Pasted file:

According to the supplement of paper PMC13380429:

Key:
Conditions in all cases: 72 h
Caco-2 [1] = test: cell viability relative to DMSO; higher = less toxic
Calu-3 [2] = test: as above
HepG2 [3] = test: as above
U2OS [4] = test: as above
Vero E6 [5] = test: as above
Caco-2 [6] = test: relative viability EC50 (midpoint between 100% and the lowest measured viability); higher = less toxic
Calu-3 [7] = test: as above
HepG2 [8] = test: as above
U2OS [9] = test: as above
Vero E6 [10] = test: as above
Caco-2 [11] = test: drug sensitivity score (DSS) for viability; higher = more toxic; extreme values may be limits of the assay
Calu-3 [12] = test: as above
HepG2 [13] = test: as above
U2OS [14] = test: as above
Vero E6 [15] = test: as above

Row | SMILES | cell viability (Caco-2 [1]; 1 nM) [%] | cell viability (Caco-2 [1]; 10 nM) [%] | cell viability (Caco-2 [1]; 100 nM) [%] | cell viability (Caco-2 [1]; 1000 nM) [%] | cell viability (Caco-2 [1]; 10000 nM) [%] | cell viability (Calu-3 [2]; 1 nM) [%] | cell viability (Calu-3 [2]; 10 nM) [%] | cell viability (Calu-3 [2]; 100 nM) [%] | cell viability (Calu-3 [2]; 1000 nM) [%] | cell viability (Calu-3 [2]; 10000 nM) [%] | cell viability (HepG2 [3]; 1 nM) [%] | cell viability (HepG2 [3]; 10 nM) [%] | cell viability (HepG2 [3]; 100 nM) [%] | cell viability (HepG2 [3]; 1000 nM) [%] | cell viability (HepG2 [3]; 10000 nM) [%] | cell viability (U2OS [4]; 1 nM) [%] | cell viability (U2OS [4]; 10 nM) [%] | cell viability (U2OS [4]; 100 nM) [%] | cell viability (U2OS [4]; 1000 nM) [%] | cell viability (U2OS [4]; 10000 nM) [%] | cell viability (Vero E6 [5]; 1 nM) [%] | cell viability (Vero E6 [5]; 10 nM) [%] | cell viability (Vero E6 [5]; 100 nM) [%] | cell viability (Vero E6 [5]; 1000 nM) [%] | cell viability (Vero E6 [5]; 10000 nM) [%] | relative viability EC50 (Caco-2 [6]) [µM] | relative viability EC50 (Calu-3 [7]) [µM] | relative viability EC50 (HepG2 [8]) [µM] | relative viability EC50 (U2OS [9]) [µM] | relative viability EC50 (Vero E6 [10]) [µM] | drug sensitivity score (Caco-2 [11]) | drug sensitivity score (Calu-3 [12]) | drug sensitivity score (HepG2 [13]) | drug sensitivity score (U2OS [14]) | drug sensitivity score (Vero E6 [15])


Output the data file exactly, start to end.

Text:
According to the supplement of paper PMC13380429:

Key:
Conditions in all cases: 72 h
Caco-2 [1] = test: cell viability relative to DMSO; higher = less toxic
Calu-3 [2] = test: as above
HepG2 [3] = test: as above
U2OS [4] = test: as above
Vero E6 [5] = test: as above
Caco-2 [6] = test: relative viability EC50 (midpoint between 100% and the lowest measured viability); higher = less toxic
Calu-3 [7] = test: as above
HepG2 [8] = test: as above
U2OS [9] = test: as above
Vero E6 [10] = test: as above
Caco-2 [11] = test: drug sensitivity score (DSS) for viability; higher = more toxic; extreme values may be limits of the assay
Calu-3 [12] = test: as above
HepG2 [13] = test: as above
U2OS [14] = test: as above
Vero E6 [15] = test: as above

Row | SMILES | cell viability (Caco-2 [1]; 1 nM) [%] | cell viability (Caco-2 [1]; 10 nM) [%] | cell viability (Caco-2 [1]; 100 nM) [%] | cell viability (Caco-2 [1]; 1000 nM) [%] | cell viability (Caco-2 [1]; 10000 nM) [%] | cell viability (Calu-3 [2]; 1 nM) [%] | cell viability (Calu-3 [2]; 10 nM) [%] | cell viability (Calu-3 [2]; 100 nM) [%] | cell viability (Calu-3 [2]; 1000 nM) [%] | cell viability (Calu-3 [2]; 10000 nM) [%] | cell viability (HepG2 [3]; 1 nM) [%] | cell viability (HepG2 [3]; 10 nM) [%] | cell viability (HepG2 [3]; 100 nM) [%] | cell viability (HepG2 [3]; 1000 nM) [%] | cell viability (HepG2 [3]; 10000 nM) [%] | cell viability (U2OS [4]; 1 nM) [%] | cell viability (U2OS [4]; 10 nM) [%] | cell viability (U2OS [4]; 100 nM) [%] | cell viability (U2OS [4]; 1000 nM) [%] | cell viability (U2OS [4]; 10000 nM) [%] | cell viability (Vero E6 [5]; 1 nM) [%] | cell viability (Vero E6 [5]; 10 nM) [%] | cell viability (Vero E6 [5]; 100 nM) [%] | cell viability (Vero E6 [5]; 1000 nM) [%] | cell viability (Vero E6 [5]; 10000 nM) [%] | relative viability EC50 (Caco-2 [6]) [µM] | relative viability EC50 (Calu-3 [7]) [µM] | relative viability EC50 (HepG2 [8]) [µM] | relative viability EC50 (U2OS [9]) [µM] | relative viability EC50 (Vero E6 [10]) [µM] | drug sensitivity score (Caco-2 [11]) | drug sensitivity score (Calu-3 [12]) | drug sensitivity score (HepG2 [13]) | drug sensitivity score (U2OS [14]) | drug sensitivity score (Vero E6 [15])